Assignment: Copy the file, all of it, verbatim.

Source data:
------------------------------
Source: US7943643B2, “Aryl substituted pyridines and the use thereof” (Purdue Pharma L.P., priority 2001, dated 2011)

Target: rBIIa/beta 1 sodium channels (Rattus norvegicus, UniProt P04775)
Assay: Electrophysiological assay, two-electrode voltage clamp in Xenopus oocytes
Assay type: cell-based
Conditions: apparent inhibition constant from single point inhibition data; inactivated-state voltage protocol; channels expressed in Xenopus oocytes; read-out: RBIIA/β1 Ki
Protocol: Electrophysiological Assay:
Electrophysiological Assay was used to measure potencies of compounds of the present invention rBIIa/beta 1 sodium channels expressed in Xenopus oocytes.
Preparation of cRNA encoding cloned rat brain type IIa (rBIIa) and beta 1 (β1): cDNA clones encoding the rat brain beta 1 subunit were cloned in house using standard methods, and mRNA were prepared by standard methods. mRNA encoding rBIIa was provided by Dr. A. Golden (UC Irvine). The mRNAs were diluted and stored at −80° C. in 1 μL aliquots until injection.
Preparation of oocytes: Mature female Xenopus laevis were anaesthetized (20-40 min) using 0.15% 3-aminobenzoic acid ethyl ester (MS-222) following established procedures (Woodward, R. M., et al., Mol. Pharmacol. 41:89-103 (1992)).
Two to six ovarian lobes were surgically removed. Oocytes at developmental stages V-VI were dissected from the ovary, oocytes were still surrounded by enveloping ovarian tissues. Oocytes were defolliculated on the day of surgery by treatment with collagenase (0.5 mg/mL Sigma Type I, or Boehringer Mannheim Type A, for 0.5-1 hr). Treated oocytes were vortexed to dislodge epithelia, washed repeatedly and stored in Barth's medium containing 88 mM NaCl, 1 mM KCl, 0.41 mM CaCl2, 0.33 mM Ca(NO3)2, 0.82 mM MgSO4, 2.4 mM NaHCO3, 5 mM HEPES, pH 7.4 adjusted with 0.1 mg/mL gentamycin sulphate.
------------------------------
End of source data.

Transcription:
Source: US7943643B2, “Aryl substituted pyridines and the use thereof” (Purdue Pharma L.P., priority 2001, dated 2011)

Target: rBIIa/beta 1 sodium channels (Rattus norvegicus, UniProt P04775)
Assay: Electrophysiological assay, two-electrode voltage clamp in Xenopus oocytes
Assay type: cell-based
Conditions: apparent inhibition constant from single point inhibition data; inactivated-state voltage protocol; channels expressed in Xenopus oocytes; read-out: RBIIA/β1 Ki
Protocol: Electrophysiological Assay:
Electrophysiological Assay was used to measure potencies of compounds of the present invention rBIIa/beta 1 sodium channels expressed in Xenopus oocytes.
Preparation of cRNA encoding cloned rat brain type IIa (rBIIa) and beta 1 (β1): cDNA clones encoding the rat brain beta 1 subunit were cloned in house using standard methods, and mRNA were prepared by standard methods. mRNA encoding rBIIa was provided by Dr. A. Golden (UC Irvine). The mRNAs were diluted and stored at −80° C. in 1 μL aliquots until injection.
Preparation of oocytes: Mature female Xenopus laevis were anaesthetized (20-40 min) using 0.15% 3-aminobenzoic acid ethyl ester (MS-222) following established procedures (Woodward, R. M., et al., Mol. Pharmacol. 41:89-103 (1992)).
Two to six ovarian lobes were surgically removed. Oocytes at developmental stages V-VI were dissected from the ovary, oocytes were still surrounded by enveloping ovarian tissues. Oocytes were defolliculated on the day of surgery by treatment with collagenase (0.5 mg/mL Sigma Type I, or Boehringer Mannheim Type A, for 0.5-1 hr). Treated oocytes were vortexed to dislodge epithelia, washed repeatedly and stored in Barth's medium containing 88 mM NaCl, 1 mM KCl, 0.41 mM CaCl2, 0.33 mM Ca(NO3)2, 0.82 mM MgSO4, 2.4 mM NaHCO3, 5 mM HEPES, pH 7.4 adjusted with 0.1 mg/mL gentamycin sulphate.